Another great use of miles is for one way tickets.  Some airlines, such as Southwest, Alaska and American, price a one way ticket at half of the round trip price.  Makes sense, but that is not the traditional way airlines priced these.  They priced a one way ticket as half of the full fare price, meaning a discounted round trip ticket could be less than a one way ticket.  United and some of the legacy carriers are still this way, so it creates a real problem to use them for a one way flight.  Only a few years ago, FF programs did not have redemption levels for one way flight, but now most do.  This makes a great value when you have to take a one way flight and save you a lot of dollars.  The military seems to end up in situations where we need to fly one way quite a bit, mostly due to our many moves, but this strategy can come in handy in many situations such as when your kid flunks out of college and wants a one way ticket home.  Just kidding.

Lastly, don’t forget when spending your miles the traditional way to use them for your lovely spouse first and pay for your own seat so you can earn more miles and greater status.

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Courtesy of my friend Brian who writes The Gate, here is a charity drive sponsored by Coca-Cola in cooperation with Kroger Supermarkets.  It is called Honoring Our Heroes and they have a two-fold drive.  The first is to donate 100,000 cans of Coke to the troops which you can help accomplish by simply clicking here.  Now I am sure there of those out there that think that there are better things we can give our military members than sugary caffeinated drinks (although it doesn’t seem to harm the young ones) and you are right.  The other drive is to raise money for one of my two favorite charities (the other being The Wounded Warrior Project) by soliciting a donation from you and then they will match that amount.  The ultimate goal is to raise $1,000,000 for Service Members and this fine organization.

Coke

We have written in the past about the USO which you can read here.  This is a great cause and we hope that you not only get a Coke in their hands, but also help a great organization such as the USO which of course you should be visiting whenever you are passing through the airport.

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Well as simple as anything in the military is…  As long as you know the rules, you can profit from them, but if you are not aware of them, you will certainly be disappointed in the results.

You may think it is sacrilegious for a frequent flyer to advocate using Space A travel, but it does have its uses – such as being almost free to use.  It is a great service to use if you are young and don’t have much money or you are retired and have more time than money.  I remember using it on my honeymoon to travel all over Europe.  We flew from Travis AFB (I was stationed at Ft. Ord at the time) taking two days to finally reach Frankfurt. we spent a few days each at Frankfurt, Naples, and Mildenhall using them as bases to take day trips to various adventures along the Rhine or to Pompei.  We did run into the main problem when you take Space A.  That being that we ended up only able to get a hop from Mildenhall to South Carolina and couldn’t get out of there back to California, so we ended up buying commercial tickets to get home before my leave was up.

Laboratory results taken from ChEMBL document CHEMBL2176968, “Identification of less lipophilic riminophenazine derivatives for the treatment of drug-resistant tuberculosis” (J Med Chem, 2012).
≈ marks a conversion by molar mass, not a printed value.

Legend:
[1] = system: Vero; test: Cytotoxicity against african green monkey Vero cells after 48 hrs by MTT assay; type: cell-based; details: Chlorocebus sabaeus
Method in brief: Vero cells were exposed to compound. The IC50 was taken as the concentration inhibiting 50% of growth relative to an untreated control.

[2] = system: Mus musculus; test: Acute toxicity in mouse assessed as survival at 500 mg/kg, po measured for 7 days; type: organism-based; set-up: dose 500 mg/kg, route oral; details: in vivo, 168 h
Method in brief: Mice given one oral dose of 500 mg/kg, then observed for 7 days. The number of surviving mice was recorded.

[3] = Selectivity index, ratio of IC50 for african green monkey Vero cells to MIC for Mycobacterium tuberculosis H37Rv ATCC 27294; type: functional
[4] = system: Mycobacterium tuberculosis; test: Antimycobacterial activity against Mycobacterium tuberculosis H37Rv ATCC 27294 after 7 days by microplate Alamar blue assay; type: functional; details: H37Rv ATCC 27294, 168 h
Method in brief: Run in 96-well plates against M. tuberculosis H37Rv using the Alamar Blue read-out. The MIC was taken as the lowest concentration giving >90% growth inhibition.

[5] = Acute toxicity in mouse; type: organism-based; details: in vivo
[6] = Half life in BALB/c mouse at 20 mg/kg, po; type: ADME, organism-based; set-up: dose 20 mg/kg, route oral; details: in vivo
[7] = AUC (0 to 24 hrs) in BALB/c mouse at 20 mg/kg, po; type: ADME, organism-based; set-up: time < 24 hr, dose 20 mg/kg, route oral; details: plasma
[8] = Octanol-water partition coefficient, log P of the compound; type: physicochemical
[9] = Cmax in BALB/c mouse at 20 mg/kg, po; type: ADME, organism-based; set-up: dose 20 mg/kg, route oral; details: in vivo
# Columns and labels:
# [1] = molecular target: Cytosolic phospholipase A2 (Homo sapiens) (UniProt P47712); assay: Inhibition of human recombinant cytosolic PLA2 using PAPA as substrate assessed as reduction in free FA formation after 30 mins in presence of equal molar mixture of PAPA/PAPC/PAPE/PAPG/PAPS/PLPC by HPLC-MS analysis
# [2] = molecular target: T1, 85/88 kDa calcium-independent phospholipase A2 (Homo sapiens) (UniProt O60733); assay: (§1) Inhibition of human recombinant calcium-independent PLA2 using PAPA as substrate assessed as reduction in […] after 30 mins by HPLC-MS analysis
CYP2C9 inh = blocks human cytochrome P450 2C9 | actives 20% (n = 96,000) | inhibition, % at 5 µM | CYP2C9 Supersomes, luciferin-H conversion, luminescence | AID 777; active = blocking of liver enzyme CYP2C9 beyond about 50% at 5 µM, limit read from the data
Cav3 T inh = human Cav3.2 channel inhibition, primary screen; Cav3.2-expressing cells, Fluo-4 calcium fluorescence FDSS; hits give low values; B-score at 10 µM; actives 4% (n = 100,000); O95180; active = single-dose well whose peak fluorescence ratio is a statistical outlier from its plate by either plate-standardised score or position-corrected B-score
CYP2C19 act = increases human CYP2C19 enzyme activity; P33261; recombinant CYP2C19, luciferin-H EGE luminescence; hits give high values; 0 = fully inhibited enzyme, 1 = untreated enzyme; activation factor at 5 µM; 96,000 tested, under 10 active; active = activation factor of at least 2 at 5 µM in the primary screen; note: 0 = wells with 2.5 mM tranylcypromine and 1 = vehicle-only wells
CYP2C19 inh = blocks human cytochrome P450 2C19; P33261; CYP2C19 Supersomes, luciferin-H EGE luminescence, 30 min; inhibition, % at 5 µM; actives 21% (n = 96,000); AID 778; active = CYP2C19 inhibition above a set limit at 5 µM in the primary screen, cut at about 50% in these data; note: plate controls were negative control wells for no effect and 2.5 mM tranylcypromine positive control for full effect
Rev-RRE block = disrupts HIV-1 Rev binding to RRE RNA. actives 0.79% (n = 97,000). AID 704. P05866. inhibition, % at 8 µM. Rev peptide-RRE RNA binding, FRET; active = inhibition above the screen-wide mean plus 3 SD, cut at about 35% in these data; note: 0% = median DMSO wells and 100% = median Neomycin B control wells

For those of you who are adventurous, the official Space A site is here.  However, there is a great site that simplifies everything.  Created by and called John D.’s Military Space-A Travel Pages, this boils everything you need to know down to an easy to follow dialogue including typical routes and phone numbers to call.  Here are some common things John lists to increase your chances of success in getting the flight you want.

  •  number of flights to your destination
  • number of Space-A seats on those flights
  • number of people ahead of you trying for the flight
  • number of seats you need (1 is better than 6!)
  • seniority of your signup date in your particular category
  • time of year (summer and non-school periods are the worst)
  • amount of time you’re prepared to tolerate (i.e. burning leave) waiting for a flight in the terminal (and not at Burger King!)
  • amount of legs (different flights) you’re willing to take to get from A to B
  • type of aircraft you’re willing to fly on
  • weight of your baggage (under 30lbs enables you to compete for more types of aircraft)
  • your willingness to take a flight to a less popular location e.g. McConnell versus Dover

Your chances will improve the more you know the rules, methods and timing of sign-up, perseverance, patience and timing or travel.

So good luck and good hunting to those of you out there who want to try this great military benefit.

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Preface:  Although this program says Active Duty, it really is for active military including those from the Reserve Component.  Go to any Park Service gate and show your ID.  They will give you two passes, so you can give one to one of your dependents.  I got mine at ‘Ohe’O (Seven Sacred Pools) in the Kipahulu part of Haleakala National Park.  This is on the backside of Maui and you have to be pretty adventurous to get there.  Make sure you have four-wheel drive, but totally worth it!

Seven-Sacred-Pools-Oheo-Gulch-199x300

The National Park Service is recognizing the contributions and sacrifice of our service members by giving them and their families free admission to all our national parks.

“An annual pass will be made available to members of the military free of charge beginning Saturday, which is Armed Forces Day. The America the Beautiful National Parks and Federal Recreation Lands Annual Pass ordinarily costs $80. It provides access